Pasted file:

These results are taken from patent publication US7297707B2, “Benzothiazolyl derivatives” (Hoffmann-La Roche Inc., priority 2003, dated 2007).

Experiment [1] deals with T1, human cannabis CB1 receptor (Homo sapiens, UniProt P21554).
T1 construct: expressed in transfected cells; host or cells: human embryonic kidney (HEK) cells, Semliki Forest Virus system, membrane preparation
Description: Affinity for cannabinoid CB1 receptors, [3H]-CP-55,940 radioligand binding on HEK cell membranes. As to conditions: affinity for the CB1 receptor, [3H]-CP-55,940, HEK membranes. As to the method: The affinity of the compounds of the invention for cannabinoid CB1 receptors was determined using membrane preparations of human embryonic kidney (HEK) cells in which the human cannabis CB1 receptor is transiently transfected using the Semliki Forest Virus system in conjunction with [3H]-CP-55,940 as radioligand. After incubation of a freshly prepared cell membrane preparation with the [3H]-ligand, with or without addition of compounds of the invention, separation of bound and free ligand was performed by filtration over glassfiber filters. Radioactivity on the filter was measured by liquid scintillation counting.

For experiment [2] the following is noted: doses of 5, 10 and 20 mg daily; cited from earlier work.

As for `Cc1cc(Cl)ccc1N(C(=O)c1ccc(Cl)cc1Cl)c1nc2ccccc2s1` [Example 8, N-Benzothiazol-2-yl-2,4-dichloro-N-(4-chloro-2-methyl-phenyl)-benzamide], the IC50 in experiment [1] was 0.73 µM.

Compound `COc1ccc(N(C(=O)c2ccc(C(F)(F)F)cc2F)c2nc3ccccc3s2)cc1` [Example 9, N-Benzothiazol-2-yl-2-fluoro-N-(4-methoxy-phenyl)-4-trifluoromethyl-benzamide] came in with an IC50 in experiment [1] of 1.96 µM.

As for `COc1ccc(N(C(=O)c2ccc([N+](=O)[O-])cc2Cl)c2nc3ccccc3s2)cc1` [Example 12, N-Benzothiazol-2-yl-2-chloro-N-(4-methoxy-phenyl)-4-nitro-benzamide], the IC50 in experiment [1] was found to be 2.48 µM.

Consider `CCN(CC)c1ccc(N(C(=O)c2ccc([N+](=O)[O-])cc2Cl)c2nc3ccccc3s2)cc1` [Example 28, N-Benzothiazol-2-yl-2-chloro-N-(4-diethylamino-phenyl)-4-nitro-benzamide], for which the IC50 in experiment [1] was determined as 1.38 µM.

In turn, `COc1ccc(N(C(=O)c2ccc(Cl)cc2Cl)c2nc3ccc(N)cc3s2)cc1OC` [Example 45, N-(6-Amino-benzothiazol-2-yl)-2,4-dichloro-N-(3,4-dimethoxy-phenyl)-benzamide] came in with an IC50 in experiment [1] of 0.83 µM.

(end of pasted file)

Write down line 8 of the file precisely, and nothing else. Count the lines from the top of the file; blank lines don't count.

As for `COc1ccc(N(C(=O)c2ccc([N+](=O)[O-])cc2Cl)c2nc3ccccc3s2)cc1` [Example 12, N-Benzothiazol-2-yl-2-chloro-N-(4-methoxy-phenyl)-4-nitro-benzamide], the IC50 in experiment [1] was found to be 2.48 µM.